Allina Health Services v. Price, No. 16-5255 (D.C. Cir. 2017)

Annotate this Case
Justia Opinion Summary

Hospitals filed suit challenging the formula used by the HHS for calculating certain Medicare reimbursement adjustments for fiscal year 2012. The D.C. Circuit held that HHS violated the Medicare Act when it changed its reimbursement adjustment formula without providing notice and opportunity for comment. Accordingly, the court reversed the district court's grant of summary judgment to HHS and remanded for further proceedings.

Download PDF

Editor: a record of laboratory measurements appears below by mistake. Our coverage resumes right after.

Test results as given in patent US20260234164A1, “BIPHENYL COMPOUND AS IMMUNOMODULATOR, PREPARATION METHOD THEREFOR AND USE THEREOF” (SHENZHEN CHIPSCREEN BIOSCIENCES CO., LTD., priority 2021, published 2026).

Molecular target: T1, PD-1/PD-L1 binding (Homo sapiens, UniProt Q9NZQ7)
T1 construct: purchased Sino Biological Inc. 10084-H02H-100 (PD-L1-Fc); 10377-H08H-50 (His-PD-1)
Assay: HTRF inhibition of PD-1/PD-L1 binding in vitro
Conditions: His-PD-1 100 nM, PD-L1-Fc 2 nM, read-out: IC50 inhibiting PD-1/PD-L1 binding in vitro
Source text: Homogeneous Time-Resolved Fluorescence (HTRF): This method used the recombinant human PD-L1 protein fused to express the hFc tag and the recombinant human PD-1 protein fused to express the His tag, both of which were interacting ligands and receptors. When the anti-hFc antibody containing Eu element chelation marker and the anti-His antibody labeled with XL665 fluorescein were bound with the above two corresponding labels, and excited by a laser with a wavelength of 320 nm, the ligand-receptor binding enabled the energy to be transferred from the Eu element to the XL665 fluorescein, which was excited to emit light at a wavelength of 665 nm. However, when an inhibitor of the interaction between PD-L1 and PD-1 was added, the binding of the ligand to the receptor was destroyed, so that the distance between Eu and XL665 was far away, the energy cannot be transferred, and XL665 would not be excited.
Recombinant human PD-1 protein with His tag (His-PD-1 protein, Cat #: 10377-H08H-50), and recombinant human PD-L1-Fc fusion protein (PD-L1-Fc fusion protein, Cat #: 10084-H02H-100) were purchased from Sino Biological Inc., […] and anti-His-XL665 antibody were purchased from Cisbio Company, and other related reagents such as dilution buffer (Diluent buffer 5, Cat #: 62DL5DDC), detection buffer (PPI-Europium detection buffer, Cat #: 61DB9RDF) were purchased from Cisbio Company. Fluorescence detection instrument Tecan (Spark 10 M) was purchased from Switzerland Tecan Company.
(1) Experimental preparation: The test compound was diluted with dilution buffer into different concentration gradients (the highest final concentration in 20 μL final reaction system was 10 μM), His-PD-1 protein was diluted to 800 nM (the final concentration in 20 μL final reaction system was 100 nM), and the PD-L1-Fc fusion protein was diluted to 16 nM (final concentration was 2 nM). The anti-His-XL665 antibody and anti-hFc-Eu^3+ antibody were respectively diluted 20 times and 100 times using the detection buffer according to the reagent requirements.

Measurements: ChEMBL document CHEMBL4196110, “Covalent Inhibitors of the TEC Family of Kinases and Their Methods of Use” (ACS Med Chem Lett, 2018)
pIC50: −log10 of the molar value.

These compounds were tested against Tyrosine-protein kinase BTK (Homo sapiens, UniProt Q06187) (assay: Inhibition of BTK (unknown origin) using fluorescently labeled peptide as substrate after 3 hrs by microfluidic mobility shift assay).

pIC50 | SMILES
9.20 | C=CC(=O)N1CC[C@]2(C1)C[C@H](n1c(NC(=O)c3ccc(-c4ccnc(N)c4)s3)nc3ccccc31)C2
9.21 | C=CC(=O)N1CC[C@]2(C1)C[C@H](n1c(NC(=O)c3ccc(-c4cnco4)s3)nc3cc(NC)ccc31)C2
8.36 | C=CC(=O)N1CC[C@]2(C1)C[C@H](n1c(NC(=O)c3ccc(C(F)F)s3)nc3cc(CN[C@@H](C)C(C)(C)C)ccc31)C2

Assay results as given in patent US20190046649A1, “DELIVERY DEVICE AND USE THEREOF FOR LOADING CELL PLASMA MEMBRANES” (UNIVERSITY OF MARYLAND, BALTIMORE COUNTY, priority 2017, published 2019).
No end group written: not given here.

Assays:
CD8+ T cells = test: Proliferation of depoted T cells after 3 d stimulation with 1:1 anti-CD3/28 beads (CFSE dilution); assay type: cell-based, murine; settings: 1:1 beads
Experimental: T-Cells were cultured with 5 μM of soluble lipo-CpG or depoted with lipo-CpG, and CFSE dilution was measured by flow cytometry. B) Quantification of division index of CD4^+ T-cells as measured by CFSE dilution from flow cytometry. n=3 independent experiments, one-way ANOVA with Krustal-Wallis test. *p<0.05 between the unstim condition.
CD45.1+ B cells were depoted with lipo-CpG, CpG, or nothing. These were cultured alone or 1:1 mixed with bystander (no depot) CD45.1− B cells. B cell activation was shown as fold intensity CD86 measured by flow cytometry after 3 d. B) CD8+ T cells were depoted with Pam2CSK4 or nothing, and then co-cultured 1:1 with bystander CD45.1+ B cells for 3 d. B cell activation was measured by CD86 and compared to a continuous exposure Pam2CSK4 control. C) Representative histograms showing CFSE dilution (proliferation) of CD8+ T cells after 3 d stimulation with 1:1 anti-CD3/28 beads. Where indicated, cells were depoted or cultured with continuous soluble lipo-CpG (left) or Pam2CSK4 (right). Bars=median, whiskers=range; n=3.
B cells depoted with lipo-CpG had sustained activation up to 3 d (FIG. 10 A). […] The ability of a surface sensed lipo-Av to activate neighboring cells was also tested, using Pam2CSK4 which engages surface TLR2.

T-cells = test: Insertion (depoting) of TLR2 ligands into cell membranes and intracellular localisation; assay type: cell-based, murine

United States Court of Appeals FOR THE DISTRICT OF COLUMBIA CIRCUIT Argued May 11, 2017 Decided July 25, 2017 No. 16-5255 ALLINA HEALTH SERVICES, DOING BUSINESS AS UNITED HOSPITAL, DOING BUSINESS AS UNITY HOSPITAL, DOING BUSINESS AS ABBOTT NORTHWESTERN HOSPITAL, ET AL., APPELLANTS v. THOMAS E. PRICE, SECRETARY, UNITED STATES DEPARTMENT OF HEALTH AND HUMAN SERVICES, APPELLEE Appeal from the United States District Court for the District of Columbia (No. 1:14-cv-01415) Stephanie A. Webster argued the cause for appellants. With her on the briefs were Pratik A. Shah, Christopher L. Keough, James H. Richards, and Hyland Hunt. Stephanie R. Marcus, Attorney, U.S. Department of Justice, argued the cause for appellee. With her on the brief was Mark B. Stern, Attorney. Before: HENDERSON, KAVANAUGH, and MILLETT, Circuit Judges. 2 Opinion for the Court filed by Circuit Judge KAVANAUGH. KAVANAUGH, Circuit Judge: Several hospitals have challenged the formula used by the Department of Health and Human Services for calculating certain Medicare reimbursement adjustments for fiscal year 2012. As relevant here, the hospitals argued before the District Court that HHS violated the Medicare Act by changing the reimbursement adjustment formula without providing the public with notice and opportunity for comment. The District Court ruled that HHS did not violate the Medicare Act’s procedural requirements. The District Court reasoned that (i) the Medicare Act incorporates the Administrative Procedure Act’s exception to notice-andcomment rulemaking for interpretive rules and (ii) HHS’s issuance of the reimbursement adjustment formula here constituted an interpretive rule. The District Court granted summary judgment to HHS. We disagree with the District Court. We conclude that HHS violated the Medicare Act when it changed its reimbursement adjustment formula without providing notice and opportunity for comment. We reverse the judgment of the District Court and remand for proceedings consistent with this opinion. I A Through the Medicare program, the Federal Government provides health insurance to Americans who are 65 or older, as well as to disabled Americans. See generally Social Security Amendments of 1965, Pub. L. No. 89-97, sec. 102, 79 Stat. 3 286, 291-332 (codified as amended at 42 U.S.C. § 1395 et seq.). The Department of Health and Human Services administers and oversees Medicare. Patients can obtain insurance under different Medicare “parts.” Two of those parts are relevant here. Medicare Part A provides Medicare enrollees with government-administered health insurance through which the Government makes direct payments to hospitals for healthcare services provided. See 42 U.S.C. §§ 1395c to 1395i–5. Part C provides enrollees with government-subsidized enrollment in private insurance plans. See id. §§ 1395w–21 to 1395w–29. HHS contracts with companies known as fiscal intermediaries to reimburse healthcare service providers for services rendered to Medicare Part A patients. Fiscal intermediaries make initial payments to hospitals for a given cost year. Those initial payments are based on estimates of the hospitals’ actual costs. The initial payments are later adjusted based on providers’ actual cost reports. A provider who disagrees with a fiscal intermediary’s reimbursement or adjustment decision may appeal that decision to the Provider Reimbursement Review Board within HHS. See 42 U.S.C. § 1395oo. The Board may affirm, modify, or reverse the fiscal intermediary’s decision. Id. § 1395oo(d). But importantly, the Board does not have the authority to declare statutes or regulations invalid. See Bethesda Hospital Association v. Bowen, 485 U.S. 399, 406 (1988); 42 C.F.R. § 405.1842(f)(2)(ii). As relevant here, the Medicare Act authorizes reimbursement adjustments in order to increase payments to hospitals that treat a disproportionately high number of lowincome patients. See 42 U.S.C. § 1395ww(d)(5)(F)(i)(I). That adjustment is known as the “disproportionate share hospital 4 adjustment.” The adjustment is calculated for each hospital by adding two fractions that together approximate the proportion of low-income patients treated at that hospital over a certain time period. See id. § 1395ww(d)(5)(F)(vi). HHS calculates and publishes one of those fractions – the Medicare fraction – for each hospital in the Nation every year. HHS requires the fiscal intermediaries to use HHS’s published Medicare fractions in calculating each hospital’s final reimbursement adjustment. See 42 C.F.R. § 412.106(b)(2), (5). Among other things, the Medicare fraction incorporates the number of each hospital’s patient days for patients “entitled to benefits under part A” of Medicare. 42 U.S.C. § 1395ww(d)(5)(F)(vi)(I). The meaning of that phrase has been the subject of much debate (and litigation). The dispute is over whether the phrase “entitled to benefits under Part A” should be read to refer not only to Part A enrollees, but also to patients enrolled in a Part C plan. For reasons that are beyond the scope of this opinion, HHS now believes that the phrase “entitled to benefits under Part A” should also include patients enrolled in a Part C plan. HHS therefore contends that Part C patient days should be included in the Medicare fractions. Many hospitals disagree. They argue that Part C enrollees are not “entitled to benefits under Part A” and that Part C days therefore should not be included in Medicare fractions. That difference in interpretation makes a huge difference in the real world. Part C enrollees tend to be wealthier than Part A enrollees. Including Part C days in Medicare fractions therefore tends to lead to lower reimbursement rates. Ultimately, hundreds of millions of dollars are at stake for the Government and the hospitals. See Northeast Hospital Corp. v. Sebelius, 657 F.3d 1, 5 (D.C. Cir. 2011). 5 Before 2004, HHS had not treated Part C enrollees as “entitled to benefits under Part A.” See id. at 15. In 2004, however, HHS promulgated a rule announcing that Part C enrollees are “entitled to benefits under Part A” and that HHS would therefore include Part C days in Medicare fractions. See Medicare Program; Changes to the Hospital Inpatient Prospective Payment Systems and Fiscal Year 2005 Rates, 69 Fed. Reg. 48,916, 49,099 (Aug. 11, 2004). That 2004 rule would have applied HHS’s changed interpretation prospectively to all Medicare fraction calculations from fiscal year 2005 onward. However, this Court vacated the 2004 rule on the grounds that it was not a logical outgrowth of the proposed rule and had therefore been improperly issued without notice and opportunity for comment. See Allina Health Services v. Sebelius, 746 F.3d 1102, 1107-09 (D.C. Cir. 2014). As a result, HHS can no longer rely on the 2004 interpretation. In 2013, HHS promulgated a new rule again announcing that HHS would treat Part C enrollees as “entitled to benefits under Part A” and that HHS would therefore include Part C days in Medicare fractions. See 78 Fed. Reg. 50,496, 50,614 (Aug. 19, 2013). The 2013 rule is prospective only: It applies to Medicare fractions calculated for fiscal year 2014 and beyond. Id. at 50,619. It does not address the definition of “entitled to benefits under Part A” for any fiscal years before 2014. In sum, HHS has no promulgated rule governing the interpretation of “entitled to benefits under Part A” for the fiscal years before 2014. B In June 2014, HHS published the Medicare fractions to be used in calculating disproportionate share hospital adjustments for fiscal year 2012. At the top of the spreadsheet containing 6 those fractions, HHS noted that it had included Part C days in the Medicare fractions. The spreadsheet contained the 2012 Medicare fractions for all hospitals nationwide. Plaintiffs in this case are hospitals that provide health care to low-income Medicare patients and that are therefore entitled to disproportionate share hospital adjustments. Those hospitals here challenge HHS’s June 2014 decision to include Part C days in the 2012 Medicare fractions. As required by statute, the hospitals first sought review by the Provider Reimbursement Review Board within HHS. But the hospitals believed that the Board did not have the authority to resolve the hospitals’ challenges because the hospitals’ challenges related to the validity of several HHS regulations. Under HHS’s rules implementing the Medicare statute, the Board may not review challenges “either to the constitutionality of a provision of a statute, or to the substantive or procedural validity of a regulation.” 42 C.F.R. § 405.1842(f)(1). The hospitals therefore sought expedited judicial review, which is available under the statute when the Board certifies that it does not have authority to resolve a provider’s challenge. When the Board so certifies, the provider may bring suit in district court without proceeding through the full Board review process. See 42 U.S.C. § 1395oo(f)(1). Here, the Board agreed with the hospitals that it did not have the authority to resolve the hospitals’ challenge. That noauthority determination allowed the hospitals to promptly bring suit in District Court challenging HHS’s decision to include Part C days in the Medicare fractions for fiscal year 2012. In the District Court, HHS moved to dismiss the hospitals’ case on the ground that the case was premature. HHS argued that the Board’s no-authority determination was erroneous, and 7 that the District Court therefore did not have authority to consider the challenges to the Medicare fractions until the Board ruled on that claim. The hospitals responded that the Board’s no-authority determination was not reviewable by the District Court and that, in any event, the Board’s no-authority determination was correct. The District Court agreed with HHS that the District Court could review the Board’s noauthority determination. The District Court agreed with the hospitals, however, that the Board’s no-authority determination was correct. The District Court therefore denied HHS’s motion to dismiss. Both sides then moved for summary judgment on the merits of the hospitals’ challenges. The hospitals contended that HHS violated the Administrative Procedure Act and the Medicare Act by including Part C days in the fiscal year 2012 Medicare fractions without first providing the public with notice and opportunity for comment. They also argued that the calculations were arbitrary and capricious. HHS responded that its decision was procedurally and substantively proper. The District Court granted summary judgment to HHS. First, the District Court held that the June 2014 decision to include Part C days in the 2012 Medicare fractions was an “interpretive rule” under the APA. As a result, the District Court concluded that HHS’s publication of the fiscal year 2012 Medicare fractions was statutorily exempt from the APA’s notice-and-comment requirements. Second, the District Court held that the Medicare Act incorporated the APA’s notice-andcomment exception for interpretive rules. The District Court therefore held that HHS had not violated the Medicare Act’s procedural requirements. Third, the District Court held that HHS’s decision to include Part C days in the 2012 Medicare fractions was not arbitrary and capricious. 8 The hospitals now appeal the District Court’s grant of summary judgment to HHS. This Court reviews a district court’s grant of summary judgment de novo. See Southeast Alabama Medical Center v. Sebelius, 572 F.3d 912, 916 (D.C. Cir. 2009). II HHS’s Provider Reimbursement Review Board concluded that it lacked authority to decide this dispute. The Board therefore certified the case for expedited judicial review in the District Court. The District Court concluded that it had authority to decide the case. We must first consider whether the District Court correctly concluded that it had authority to decide the case now, or whether the dispute instead should have been decided first by HHS’s Provider Reimbursement Review Board. HHS argues that the dispute should have been decided first by the Board. The hospitals raise two alternative points in response. They contend that the District Court may not review the Board’s no-authority determination. The hospitals also argue in the alternative that even if the District Court may review the Board’s no-authority determination, the Board here was correct to conclude that it did not have authority to hear the hospitals’ challenge. We agree with the hospitals on both alternative arguments. To begin, the hospitals are correct that a district court may not review the Board’s no-authority determination at HHS’s request. The Medicare Act states that providers – and only providers – “shall” have “the right to obtain” expedited judicial review “whenever the Board determines . . . that it is without authority to decide” a particular question. 42 U.S.C. 9 § 1395oo(f)(1) (emphasis added).1 In other words, providers are guaranteed expedited judicial review when the Board makes a no-authority determination, as the Board did here. The statute conditions expedited judicial review in the district court on the existence of that no-authority determination, not on whether that determination is correct. The statutory structure confirms that reading of the text. A provider may bring suit in the district court even when the Board fails to make a timely determination of its authority to decide a case. See id. (“If the Board fails to render such determination within such period, the provider may bring a civil action (within sixty days of the end of such period) with 1 As relevant here, the statutory provision for expedited judicial review reads: “Providers shall also have the right to obtain judicial review of any action of the fiscal intermediary which involves a question of law or regulations relevant to the matters in controversy whenever the Board determines (on its own motion or at the request of a provider of services as described in the following sentence) that it is without authority to decide the question, by a civil action commenced within sixty days of the date on which notification of such determination is received. If a provider of services may obtain a hearing under subsection (a) of this section and has filed a request for such a hearing, such provider may file a request for a determination by the Board of its authority to decide the question of law or regulations relevant to the matters in controversy (accompanied by such documents and materials as the Board shall require for purposes of rendering such determination). The Board shall render such determination in writing within thirty days after the Board receives the request and such accompanying documents and materials, and the determination shall be considered a final decision and not subject to review by the Secretary. If the Board fails to render such determination within such period, the provider may bring a civil action (within sixty days of the end of such period) with respect to the matter in controversy contained in such request for a hearing.” 42 U.S.C. § 1395oo(f)(1). 10 respect to the matter in controversy contained in such request for a hearing.”). As the hospitals rightly point out, it would be “nonsensical if judicial review could be defeated by disagreement with the Board’s no-authority decision, even though the Board’s failure to make such a decision undisputedly confers federal court jurisdiction.” Allina Reply Br. 5. Put simply, Congress has allowed providers to seek immediate judicial review when the Board concludes that an extensive and time-consuming administrative process before the Board would likely be pointless. Requiring parties in district court to fully brief and re-litigate the Board’s assessment of its own lack of authority – a question that may often be inextricably linked to the merits of a provider’s challenge – runs entirely counter to that statutory scheme.2 In any event, even if we were wrong about that point, the Board here was correct in deciding that it did not have authority to resolve the hospitals’ challenge. Under HHS regulations implementing the statute’s expedited judicial review procedure, the Board “must grant” expedited judicial review if the legal question raised “is a challenge either to the constitutionality of a provision of a statute, or to the substantive or procedural validity of a regulation.” 42 C.F.R. § 405.1842(f)(1). The hospitals here pressed two arguments before the Board. Both arguments challenged the “substantive or procedural validity” of different regulations. Id. § 405.1842(f)(1)(ii). First, the hospitals argued that HHS erred when it chose to apply the formula from the vacated 2004 rule 2 We recognize that our decision here breaks with other courts of appeals that have concluded that the Board’s no-authority determinations are reviewable. See, e.g., Providence Yakima Medical Center v. Sebelius, 611 F.3d 1181, 1187 n.7 (9th Cir. 2010). 11 in calculating the 2012 fractions. The hospitals’ first argument therefore raised the question of the 2004 rule’s continuing legal validity. Second, the hospitals argued that HHS violated various procedural requirements by promulgating a new regulation without notice-and-comment rulemaking. That argument turned on whether the decision to include Part C days in the 2012 Medicare fractions constituted a new regulation, and if it did, whether that new regulation was procedurally valid. Both of the hospitals’ arguments raise legal questions about the “substantive or procedural validity of a regulation.” Id. The Board’s no-authority determination was correct. The District Court correctly concluded that it had authority to decide the case now. III A We turn therefore to the hospitals’ claim that HHS violated the Medicare Act by failing to provide for notice and comment before including Part C days in the 2012 Medicare fractions. We agree with the hospitals that HHS unlawfully failed to provide for notice and comment. The Medicare Act describes in fairly straightforward language when notice and comment is necessary. Paragraph (2) of Section 1395hh(a) provides: No rule, requirement, or other statement of policy (other than a national coverage determination) that establishes or changes a substantive legal standard governing the scope of benefits, the payment for services, or the eligibility of individuals, entities, or organizations to furnish or receive services or benefits under this subchapter shall take effect 12 unless it is promulgated by the Secretary by regulation under paragraph (1). 42 U.S.C. § 1395hh(a)(2). Paragraph (1), in turn, requires the HHS Secretary to “prescribe such regulations as may be necessary to carry out the administration of the insurance programs” under the Medicare Act. Id. § 1395hh(a)(1). With a few exceptions not relevant here, “the Secretary shall provide for notice of the proposed regulation” to allow “for public comment thereon.” Id. § 1395hh(b)(1). In other words, as relevant here, the Medicare Act requires notice-and-comment rulemaking for any (1) “rule, requirement, or other statement of policy” that (2) “establishes or changes” (3) a “substantive legal standard” that (4) governs “payment for services.” Id. § 1395hh(a)(2). All four requirements are readily met here. First, HHS’s inclusion of Part C days in the fiscal year 2012 Medicare fractions is, at the very least, a “requirement.” Fiscal intermediaries are commanded to use HHS’s Medicare fractions in calculating adjustment amounts. See 42 C.F.R. § 412.106(b)(2), (5). Those fractions treat Part C enrollees as “entitled to benefits under Part A.” The fiscal intermediaries are therefore required to include Part C days in their calculations as they determine reimbursement adjustments. In short, HHS promulgated a “requirement” when it announced that the 2012 Medicare fractions would include Part C days. Second, HHS’s inclusion of Part C days in the fiscal year 2012 Medicare fractions represents a change in HHS’s standards. Before 2004, HHS’s standard practice was to exclude Part C days from Medicare fractions. See Northeast Hospital Corp. v. Sebelius, 657 F.3d 1, 15 (D.C. Cir. 2011). HHS’s 2004 rule attempted to change that standard so that the 13 Medicare fractions would include Part C days. Id. at 14. But that rule was vacated. See Allina Health Services v. Sebelius, 746 F.3d 1102, 1111 (D.C. Cir. 2014) (Allina I). Although HHS promulgated a new rule in 2013 that includes Part C days in Medicare fractions, that rule applies only prospectively to reimbursement adjustments for fiscal years 2014 and beyond.3 As a result, the pre-2004 standard of excluding Part C days from Medicare fractions remains the baseline practice from which this Court must evaluate any decisions for 2012. The decision to include Part C days in the 2012 Medicare fractions is therefore a change from prior practice. Third, HHS’s inclusion of Part C days in the fiscal year 2012 Medicare fractions establishes a “substantive legal standard.” “Substantive law” is law that “creates, defines, and regulates the rights, duties, and powers of parties.” BLACK’S LAW DICTIONARY (10th ed. 2014). A “substantive legal standard” at a minimum includes a standard that “creates, defines, and regulates the rights, duties, and powers of parties.” That is precisely what HHS’s 2012 Medicare fractions do. The fiscal intermediaries must use HHS’s published Medicare fractions in determining how much the hospitals will be reimbursed. HHS’s fractions therefore define the scope of hospitals’ legal rights to payment for treating low-income patients. Fourth, HHS’s inclusion of Part C days in the fiscal year 2012 Medicare fractions governs “payment for services.” The fractions are used to calculate the payment that providers will receive for providing healthcare services to low-income patients. The inclusion of Part C days means that the providers will now receive lower payments. 3 The 2013 rule is the subject of pending litigation in the District Court. We express no views on the merits of that case. 14 In sum, HHS’s decision to include Part C days in the 2012 Medicare fractions is covered by the text of Section 1395hh(a)(2). The Medicare Act therefore required HHS to engage in notice-and-comment rulemaking before deciding to include Part C days in the 2012 Medicare fractions. Because HHS did not undertake notice-and-comment rulemaking, the 2012 Medicare fractions are procedurally invalid. B HHS’s arguments to the contrary are not persuasive. First, HHS argues that the fractions are not a “rule, requirement, or statement of policy” because the fractions apply only to the parties in this particular case for the year 2012. That argument is factually inaccurate. HHS published Medicare fractions for every hospital in the country. All of those fractions include Part C days. Indeed, during oral argument, HHS forthrightly acknowledged that it would “generally” maintain a “consistent interpretation” for all hospitals for a given year, meaning that the policy applied to the hospitals in this case would apply to all hospitals nationwide. Tr. of Oral Arg. at 29:20-21. Moreover, as the hospitals point out, the 2012 Medicare fractions will be the basis not just for 2012 adjustments, but also for interim 2013 payments until HHS publishes the 2013 fractions. See 42 C.F.R. § 413.64(e). In other words, the decision to include Part C days in the 2012 Medicare fractions affects more hospitals than just the parties in this particular case for this particular year. Second, HHS argues that the Medicare Act incorporates the APA’s exceptions to notice-and-comment requirements. 15 According to HHS, even if the decision to include Part C days in the fiscal year 2012 Medicare fractions is a rule, it is at most an “interpretive rule” for purposes of the APA. As a result, it is exempt from the APA’s – and, by extension, the Medicare Act’s – notice-and-comment requirements. The problem with that argument is that the Medicare Act does not incorporate the APA’s interpretive-rule exception to the notice-and-comment requirement. (Therefore, we need not decide whether HHS’s decision to include Part C days in the 2012 Medicare fractions was in fact an interpretive rule.) Unlike the APA, the text of the Medicare Act does not exempt interpretive rules from notice-and-comment rulemaking. On the contrary, the text expressly requires notice-and-comment rulemaking. The Medicare Act states: “No rule, requirement, or other statement of policy . . . shall take effect unless it is promulgated” through notice-andcomment rulemaking. 42 U.S.C. § 1395hh(a)(2) (emphasis added); id. § 1395hh(b)(1). The provision does not include an exception for interpretive rules. By contrast, the APA requires notice and comment only for “proposed rule making” and exempts “interpretative rules, general statements of policy, [and] rules of agency organization, procedure, or practice” from notice-and-comment requirements. 5 U.S.C. § 553(b). We must respect Congress’s use of different language and its establishment of different notice-and-comment requirements in the Medicare Act and the APA. Cf. WILLIAM N. ESKRIDGE JR., INTERPRETING LAW: A PRIMER ON HOW TO READ STATUTES AND THE CONSTITUTION 109-10 (2016) (“Where a statute repeatedly uses one term or phrase, one expects that a materially different phraseology demands a different reading.”); ANTONIN SCALIA & BRYAN A. GARNER, READING LAW: THE INTERPRETATION OF LEGAL TEXTS 170 (2012) (“[A] material variation in terms suggests a variation in meaning.”). 16 Moreover, Congress knew how to incorporate the APA’s notice-and-comment exceptions into the Medicare Act when it wanted to. After all, the Medicare Act expressly incorporates other APA notice-and-comment exceptions. Specifically, the Medicare Act incorporates the APA’s “good cause” exception. See 42 U.S.C. § 1395hh(b)(2) (Notice-and-comment rulemaking requirement “shall not apply where— . . . subsection (b) of section 553 of title 5 does not apply pursuant to subparagraph (B) of such subsection.”). But in the Medicare Act, Congress did not incorporate the APA’s interpretive-rule exception to notice-and-comment requirements. We recognize that we are breaking with several other courts of appeals by holding that the Medicare Act does not incorporate all of the APA’s exceptions to the notice-andcomment requirement. See, e.g., Via Christi Regional Medical Center, Inc. v. Leavitt, 509 F.3d 1259, 1271 n.11 (10th Cir. 2007); Baptist Health v. Thompson, 458 F.3d 768, 776 n.9 (8th Cir. 2006); Omni Manor Nursing Home v. Thompson, 151 Fed. App’x 427, 431 (6th Cir. 2005); Warder v. Shalala, 149 F.3d 73, 79 n.4 (1st Cir. 1998).4 But we respectfully disagree with those opinions. As discussed, we conclude that the Medicare Act does not incorporate the APA’s interpretive-rule exception to the notice-and-comment requirement. As HHS points out, this Court’s prior decision in Monmouth Medical Center v. Thompson, 257 F.3d 807, 814 n.2 (D.C. Cir. 2001), noted the question of whether the Medicare Act incorporates the APA’s interpretive-rule exception. But as HHS recognizes, Monmouth did not “expressly decide the question” raised here. HHS Br. 44. 4 17 C Finally, even if HHS were correct that the Medicare Act somehow incorporated the APA’s notice-and-comment exception for interpretive rules, HHS would still not prevail here. That is because another provision of the Medicare Act, Section 1395hh(a)(4), expressly required notice and comment in this case. Section 1395hh(a)(4) reads in full: If the Secretary publishes a final regulation that includes a provision that is not a logical outgrowth of a previously published notice of proposed rulemaking or interim final rule, such provision shall be treated as a proposed regulation and shall not take effect until there is the further opportunity for public comment and a publication of the provision again as a final regulation. 42 U.S.C. § 1395hh(a)(4). In other words, if a regulation includes a “provision that is not a logical outgrowth of a previously published notice of proposed rulemaking,” that provision may not become legally operative until it has gone through notice-and-comment rulemaking. Id. Section 1395hh(a)(4) applies with full force here. This Court vacated HHS’s 2004 rule treating Part C enrollees as “entitled to benefits under Part A” because the 2004 rule “was not a logical outgrowth of the proposed rule.” Allina I, 746 F.3d at 1109. HHS therefore had to provide a “further opportunity for public comment and a publication of the provision again as a final regulation” before HHS could reimpose the rule. 42 U.S.C. § 1395hh(a)(4). HHS did not do so. And HHS could not circumvent this requirement by claiming that it was acting by way of adjudication rather than rulemaking. The statutory text says that the vacated rule may not “take effect” at all until there has been notice and comment. 18 * * * Because we conclude that HHS has failed to provide notice and comment as required by the Medicare Act, we need not consider whether HHS’s decision was arbitrary and capricious. We reverse the judgment of the District Court and remand for proceedings consistent with this opinion. So ordered.